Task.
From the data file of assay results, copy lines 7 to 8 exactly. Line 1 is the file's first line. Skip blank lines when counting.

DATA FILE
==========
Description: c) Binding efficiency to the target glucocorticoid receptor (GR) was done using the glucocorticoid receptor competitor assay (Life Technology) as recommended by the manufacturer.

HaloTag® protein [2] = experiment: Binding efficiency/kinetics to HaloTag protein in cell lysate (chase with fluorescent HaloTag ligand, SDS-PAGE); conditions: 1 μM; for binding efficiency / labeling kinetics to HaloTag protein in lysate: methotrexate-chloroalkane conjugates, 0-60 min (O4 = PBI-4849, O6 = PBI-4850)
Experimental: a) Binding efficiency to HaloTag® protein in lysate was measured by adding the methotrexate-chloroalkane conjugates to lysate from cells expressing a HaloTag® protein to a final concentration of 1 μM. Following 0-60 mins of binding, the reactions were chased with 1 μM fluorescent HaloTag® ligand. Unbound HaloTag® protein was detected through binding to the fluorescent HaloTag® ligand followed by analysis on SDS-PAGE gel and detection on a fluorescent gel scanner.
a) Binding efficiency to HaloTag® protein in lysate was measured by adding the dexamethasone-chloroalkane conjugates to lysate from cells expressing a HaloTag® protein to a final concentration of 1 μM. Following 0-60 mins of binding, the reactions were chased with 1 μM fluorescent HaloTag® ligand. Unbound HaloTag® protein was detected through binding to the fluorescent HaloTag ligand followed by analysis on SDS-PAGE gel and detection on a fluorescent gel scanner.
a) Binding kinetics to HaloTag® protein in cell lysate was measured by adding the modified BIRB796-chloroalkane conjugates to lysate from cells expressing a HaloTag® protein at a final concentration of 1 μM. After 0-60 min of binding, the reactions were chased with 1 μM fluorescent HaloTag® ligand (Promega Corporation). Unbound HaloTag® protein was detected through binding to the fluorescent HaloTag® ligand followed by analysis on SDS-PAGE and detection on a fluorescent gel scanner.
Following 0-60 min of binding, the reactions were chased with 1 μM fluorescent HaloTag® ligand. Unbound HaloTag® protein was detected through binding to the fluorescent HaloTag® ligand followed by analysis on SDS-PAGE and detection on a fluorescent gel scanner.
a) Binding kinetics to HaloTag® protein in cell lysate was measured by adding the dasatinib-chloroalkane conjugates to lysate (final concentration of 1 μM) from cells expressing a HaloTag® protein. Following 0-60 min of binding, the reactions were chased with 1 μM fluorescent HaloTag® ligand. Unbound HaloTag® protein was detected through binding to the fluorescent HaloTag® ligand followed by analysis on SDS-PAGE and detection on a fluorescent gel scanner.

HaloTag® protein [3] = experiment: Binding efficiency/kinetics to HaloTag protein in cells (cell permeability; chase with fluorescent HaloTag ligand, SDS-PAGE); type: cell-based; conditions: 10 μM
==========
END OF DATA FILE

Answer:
a) Binding kinetics to HaloTag® protein in cell lysate was measured by adding the dasatinib-chloroalkane conjugates to lysate (final concentration of 1 μM) from cells expressing a HaloTag® protein. Following 0-60 min of binding, the reactions were chased with 1 μM fluorescent HaloTag® ligand. Unbound HaloTag® protein was detected through binding to the fluorescent HaloTag® ligand followed by analysis on SDS-PAGE and detection on a fluorescent gel scanner.

HaloTag® protein [3] = experiment: Binding efficiency/kinetics to HaloTag protein in cells (cell permeability; chase with fluorescent HaloTag ligand, SDS-PAGE); type: cell-based; conditions: 10 μM